InDaily InDaily

Support independent Journalism Donate Subscribe
Support independent journalism


Clean Seas' Whyalla fish farm delayed


The opening of Clean Seas’ $20 million fish farm near Whyalla has been delayed for at least six months, as negotiations over access to a State Government-owned marina continue.

Print article

The seafood company told investors this morning that the opening of its new 4000-tonne farm at Fitzgerald Bay would be delayed until the next operational window, mid-next year.

“The delay has arisen as there are a number of outstanding arrangements to be resolved in order to resume use of the Point Lowly Marina and the company has now missed the operating window to commence farming this year,” a Clean Seas statement to the Australian Stock Exchange, published this morning, reads.

“Point Lowly Marina is the closest suitable infrastructure to the company’s Fitzgerald Bay aquaculture leases and the use of this facility is key to the successful operation of the farm.

“The company is currently engaging with the State Government, who (sic) is the owner of the facility, and the local Council, who is a licensee of the facility, to progress options for the use of the marina.”

CEO David Head told InDaily the new farm was “very, very important for the business” and that it would create 50 jobs.

“It’s critical to our expansion program and it’s a $20 million investment,” he said during a phone interview this morning.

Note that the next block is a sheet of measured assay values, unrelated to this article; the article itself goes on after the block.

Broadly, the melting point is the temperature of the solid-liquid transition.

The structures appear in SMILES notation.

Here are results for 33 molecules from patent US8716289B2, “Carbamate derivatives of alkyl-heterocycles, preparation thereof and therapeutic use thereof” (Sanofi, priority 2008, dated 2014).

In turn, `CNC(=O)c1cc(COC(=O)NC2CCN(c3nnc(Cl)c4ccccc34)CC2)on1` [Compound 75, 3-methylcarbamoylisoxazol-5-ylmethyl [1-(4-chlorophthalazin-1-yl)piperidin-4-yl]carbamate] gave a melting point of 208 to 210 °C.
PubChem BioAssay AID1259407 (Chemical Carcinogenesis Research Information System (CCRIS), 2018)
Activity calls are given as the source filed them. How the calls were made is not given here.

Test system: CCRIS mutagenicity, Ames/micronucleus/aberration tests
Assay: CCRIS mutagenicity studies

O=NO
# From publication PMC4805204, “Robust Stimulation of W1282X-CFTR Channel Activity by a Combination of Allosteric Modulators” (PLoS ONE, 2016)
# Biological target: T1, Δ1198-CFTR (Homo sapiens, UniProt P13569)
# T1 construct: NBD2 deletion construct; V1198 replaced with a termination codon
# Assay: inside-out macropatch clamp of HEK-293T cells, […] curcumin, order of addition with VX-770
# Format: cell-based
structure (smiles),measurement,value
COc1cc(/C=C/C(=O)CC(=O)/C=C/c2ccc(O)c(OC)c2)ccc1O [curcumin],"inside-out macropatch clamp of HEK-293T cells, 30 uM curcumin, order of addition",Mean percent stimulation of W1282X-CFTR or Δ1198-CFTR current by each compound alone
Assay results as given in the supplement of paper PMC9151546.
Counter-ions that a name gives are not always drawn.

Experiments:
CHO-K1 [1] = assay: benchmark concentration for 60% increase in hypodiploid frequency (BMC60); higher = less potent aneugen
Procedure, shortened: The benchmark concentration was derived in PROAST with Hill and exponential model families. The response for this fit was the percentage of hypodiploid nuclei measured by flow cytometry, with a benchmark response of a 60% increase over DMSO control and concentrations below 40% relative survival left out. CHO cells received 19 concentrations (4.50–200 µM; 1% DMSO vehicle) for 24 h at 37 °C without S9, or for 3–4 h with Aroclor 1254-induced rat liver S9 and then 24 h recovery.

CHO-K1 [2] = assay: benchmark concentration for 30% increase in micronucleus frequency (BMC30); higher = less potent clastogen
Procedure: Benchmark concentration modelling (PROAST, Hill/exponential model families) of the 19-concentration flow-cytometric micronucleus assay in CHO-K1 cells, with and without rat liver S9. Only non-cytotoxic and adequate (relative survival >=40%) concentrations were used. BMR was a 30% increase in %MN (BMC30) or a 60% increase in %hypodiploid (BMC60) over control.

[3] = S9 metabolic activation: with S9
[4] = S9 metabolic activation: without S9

“It’ll be our first 4000-tonne-plus farm.”

He said the State Government had been “very, very supportive” towards the company and that he hoped negotiations over Point Lowly Marina would be resolved within the “coming weeks and months”.

“We’re just working through a process to finalise those arrangements,” he said, adding the delay would have no impact on the company’s revenue.

He said the main impact was on ten employees, who had been trained up for the new facility and would continue to work for Clean Seas outside Whyalla until the farm opens.

“They are effectively recruited from Whyalla,” he said.

“I’m sure they would like to … go back to Whyalla and start to work now.

“Obviously there were some disappointed people.”

Make a comment View comment guidelines

Local News Matters

Media diversity is under threat in Australia – nowhere more so than in South Australia. The state needs more than one voice to guide it forward and you can help with a donation of any size to InDaily. Your contribution goes directly to helping our journalists uncover the facts. Please click below to help InDaily continue to uncover the facts.

Donate today
Powered by PressPatron

More Business stories

Loading next article